that although he was originally doubtful, now he thinks having two versions of Windows is a good idea.
"It was genius to separate Windows 8 and Windows RT. You can't reposition what a PC is any more. If [Microsoft] want to create a new computing platform that has virtues in that you can see documents from the PC universe, yet it's exquisitely designed - you can't do this in a Windows x86 design. "
If you prefer Windows 8 to Windows RT (or vice versa), that's fine as well; no single technology suits everyone and Huang is looking forward to the mix of devices which will be more than just tablets, for both versions of Windows.
"Computers are like cars. Some have two doors, some have four, or five doors; some have seven seats. [Different designs] are different strokes for different folks. You'll have some that have keyboards, some that don't, some will be gesture based, some won't."
Nvidia happy with Windows on any device
You'd expect Nvidia to back Windows RT because it will run on Tegra processors, but of course Nvidia is happy to see Windows 8 on GeForce graphics cards as well. Kepler-based gaming clouds and virtual GPUs will give Windows RT devices extra options the way they do for iOS and Android.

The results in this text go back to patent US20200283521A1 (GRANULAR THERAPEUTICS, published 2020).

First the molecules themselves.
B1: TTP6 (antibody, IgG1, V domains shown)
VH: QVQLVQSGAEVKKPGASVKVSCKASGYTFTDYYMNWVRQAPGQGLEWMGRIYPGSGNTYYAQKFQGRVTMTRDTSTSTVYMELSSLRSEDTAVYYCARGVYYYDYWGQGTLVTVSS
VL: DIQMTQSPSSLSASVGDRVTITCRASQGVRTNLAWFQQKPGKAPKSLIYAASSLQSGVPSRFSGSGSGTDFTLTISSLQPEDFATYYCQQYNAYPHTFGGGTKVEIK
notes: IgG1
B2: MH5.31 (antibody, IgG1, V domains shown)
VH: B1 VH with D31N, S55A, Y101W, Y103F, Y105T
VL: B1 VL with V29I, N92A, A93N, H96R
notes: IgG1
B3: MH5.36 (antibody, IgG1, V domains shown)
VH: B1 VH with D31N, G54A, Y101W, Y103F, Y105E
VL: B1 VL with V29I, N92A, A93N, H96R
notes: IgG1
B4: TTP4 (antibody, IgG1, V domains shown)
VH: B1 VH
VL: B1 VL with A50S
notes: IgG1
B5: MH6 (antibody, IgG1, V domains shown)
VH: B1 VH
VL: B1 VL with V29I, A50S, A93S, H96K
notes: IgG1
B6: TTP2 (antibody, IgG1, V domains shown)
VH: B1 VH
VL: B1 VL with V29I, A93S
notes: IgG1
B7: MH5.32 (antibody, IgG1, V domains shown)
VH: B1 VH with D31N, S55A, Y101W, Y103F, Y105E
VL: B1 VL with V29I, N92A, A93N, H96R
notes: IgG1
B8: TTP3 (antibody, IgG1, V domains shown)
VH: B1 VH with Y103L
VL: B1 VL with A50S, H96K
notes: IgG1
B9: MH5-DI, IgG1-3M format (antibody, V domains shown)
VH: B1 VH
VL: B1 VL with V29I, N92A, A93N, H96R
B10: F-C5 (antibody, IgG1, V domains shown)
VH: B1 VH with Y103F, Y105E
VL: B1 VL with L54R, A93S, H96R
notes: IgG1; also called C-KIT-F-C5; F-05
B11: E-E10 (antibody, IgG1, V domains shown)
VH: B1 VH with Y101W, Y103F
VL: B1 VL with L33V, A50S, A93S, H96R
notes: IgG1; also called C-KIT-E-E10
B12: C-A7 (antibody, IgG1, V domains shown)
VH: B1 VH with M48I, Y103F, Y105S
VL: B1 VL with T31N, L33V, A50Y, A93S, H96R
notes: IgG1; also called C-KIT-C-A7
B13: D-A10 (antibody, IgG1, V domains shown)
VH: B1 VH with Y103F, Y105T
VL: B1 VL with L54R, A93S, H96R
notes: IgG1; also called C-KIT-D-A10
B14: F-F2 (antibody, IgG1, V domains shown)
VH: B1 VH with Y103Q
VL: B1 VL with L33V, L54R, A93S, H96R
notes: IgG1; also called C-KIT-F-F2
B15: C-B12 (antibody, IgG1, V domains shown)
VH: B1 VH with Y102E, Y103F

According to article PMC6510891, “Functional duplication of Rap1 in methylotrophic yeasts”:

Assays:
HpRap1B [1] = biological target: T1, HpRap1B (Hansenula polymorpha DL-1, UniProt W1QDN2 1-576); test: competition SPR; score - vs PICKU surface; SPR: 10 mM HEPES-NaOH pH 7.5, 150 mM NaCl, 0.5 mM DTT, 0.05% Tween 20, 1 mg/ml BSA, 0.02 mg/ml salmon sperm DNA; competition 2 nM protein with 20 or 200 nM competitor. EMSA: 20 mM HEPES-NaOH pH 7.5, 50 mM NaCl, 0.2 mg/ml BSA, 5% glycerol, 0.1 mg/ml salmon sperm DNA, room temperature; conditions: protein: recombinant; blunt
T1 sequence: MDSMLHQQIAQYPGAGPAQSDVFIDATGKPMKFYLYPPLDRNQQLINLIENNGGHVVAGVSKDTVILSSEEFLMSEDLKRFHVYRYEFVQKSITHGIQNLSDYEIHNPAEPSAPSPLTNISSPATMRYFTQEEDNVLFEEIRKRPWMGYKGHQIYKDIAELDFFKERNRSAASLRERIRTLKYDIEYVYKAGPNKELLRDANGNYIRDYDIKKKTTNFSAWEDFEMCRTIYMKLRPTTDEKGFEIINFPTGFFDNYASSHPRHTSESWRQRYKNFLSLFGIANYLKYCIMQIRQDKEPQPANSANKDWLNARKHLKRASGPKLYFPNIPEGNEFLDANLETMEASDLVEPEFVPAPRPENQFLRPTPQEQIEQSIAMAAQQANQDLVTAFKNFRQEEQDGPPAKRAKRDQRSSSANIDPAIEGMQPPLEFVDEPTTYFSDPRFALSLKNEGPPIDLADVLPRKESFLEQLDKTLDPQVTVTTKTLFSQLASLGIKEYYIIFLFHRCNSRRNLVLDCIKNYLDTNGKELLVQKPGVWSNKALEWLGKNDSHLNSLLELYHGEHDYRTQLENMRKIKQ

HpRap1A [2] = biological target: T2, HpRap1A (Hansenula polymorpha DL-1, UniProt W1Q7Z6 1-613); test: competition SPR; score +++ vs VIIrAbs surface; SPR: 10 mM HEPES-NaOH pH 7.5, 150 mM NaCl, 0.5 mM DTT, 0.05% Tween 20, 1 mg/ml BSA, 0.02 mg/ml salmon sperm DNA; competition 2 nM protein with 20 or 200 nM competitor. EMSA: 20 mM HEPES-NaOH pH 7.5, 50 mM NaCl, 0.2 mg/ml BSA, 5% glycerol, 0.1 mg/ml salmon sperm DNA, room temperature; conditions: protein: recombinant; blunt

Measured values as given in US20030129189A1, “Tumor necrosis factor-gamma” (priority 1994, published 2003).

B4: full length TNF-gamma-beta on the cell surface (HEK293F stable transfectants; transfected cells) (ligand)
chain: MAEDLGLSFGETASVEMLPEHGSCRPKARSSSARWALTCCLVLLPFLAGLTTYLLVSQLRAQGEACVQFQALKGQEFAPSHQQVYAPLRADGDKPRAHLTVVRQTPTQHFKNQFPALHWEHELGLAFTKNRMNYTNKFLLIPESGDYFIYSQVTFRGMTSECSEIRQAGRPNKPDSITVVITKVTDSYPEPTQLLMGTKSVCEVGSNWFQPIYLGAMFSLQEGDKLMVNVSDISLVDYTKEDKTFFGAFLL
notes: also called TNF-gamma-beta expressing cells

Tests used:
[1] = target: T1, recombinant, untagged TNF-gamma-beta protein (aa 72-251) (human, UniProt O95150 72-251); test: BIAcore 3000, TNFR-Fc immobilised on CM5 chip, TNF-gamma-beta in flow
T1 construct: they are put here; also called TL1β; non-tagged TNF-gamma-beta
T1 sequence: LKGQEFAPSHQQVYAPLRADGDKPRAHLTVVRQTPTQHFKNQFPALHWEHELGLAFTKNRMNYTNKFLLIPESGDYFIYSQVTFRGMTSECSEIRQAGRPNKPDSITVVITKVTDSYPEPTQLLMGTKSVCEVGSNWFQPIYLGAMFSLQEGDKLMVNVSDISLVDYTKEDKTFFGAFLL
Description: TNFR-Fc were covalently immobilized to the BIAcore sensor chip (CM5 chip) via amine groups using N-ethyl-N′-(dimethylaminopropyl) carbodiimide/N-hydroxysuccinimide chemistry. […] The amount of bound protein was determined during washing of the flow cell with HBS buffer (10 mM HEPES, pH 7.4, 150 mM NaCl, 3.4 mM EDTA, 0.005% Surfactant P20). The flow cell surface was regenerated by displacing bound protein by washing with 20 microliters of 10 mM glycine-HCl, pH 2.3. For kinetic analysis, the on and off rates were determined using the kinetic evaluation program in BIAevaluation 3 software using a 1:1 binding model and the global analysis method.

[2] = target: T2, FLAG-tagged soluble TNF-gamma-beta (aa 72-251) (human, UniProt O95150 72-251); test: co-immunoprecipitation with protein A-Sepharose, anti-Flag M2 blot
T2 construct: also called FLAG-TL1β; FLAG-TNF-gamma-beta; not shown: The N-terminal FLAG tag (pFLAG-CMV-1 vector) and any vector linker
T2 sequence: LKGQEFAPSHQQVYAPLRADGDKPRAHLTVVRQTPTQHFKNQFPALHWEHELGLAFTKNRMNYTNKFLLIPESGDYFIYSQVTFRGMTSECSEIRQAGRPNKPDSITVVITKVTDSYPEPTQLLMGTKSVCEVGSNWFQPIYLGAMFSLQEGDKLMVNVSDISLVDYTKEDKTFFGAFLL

The only Windows devices that Nvidia hardware won't show up in are Intel and AMD's low-power System on Chip designs which aim to combine the long battery life and light weight of ARM devices with the compatibility; so it makes sense for Nvidia to back the idea of two distinct systems.
But Huang thinks it's too soon to decide what style of mobile devices and operating systems are going to succeed, or even who will partner up and who will compete.
"We're early [on] in the development of mobile computing. All of the disparate elements need to be integrated. Everyone's got an opinion: Microsoft's got an opinion, Apple's got an opinion, Oracle's got an opinion. And the alignment of these interested parties isn't likely in the early stages of a new market. Give it a little bit of time, and I think the horizontal structure of the industry will become an advantage."
That could mean much more specialised devices for different markets. "Over time, what works for the mainstream isn't going to be desirable for the extremes," he pointed out. Personal taste, different needs and even fashion make it unlikely that any one device will triumph. "If everyone in this room has an iPhone, nobody's special."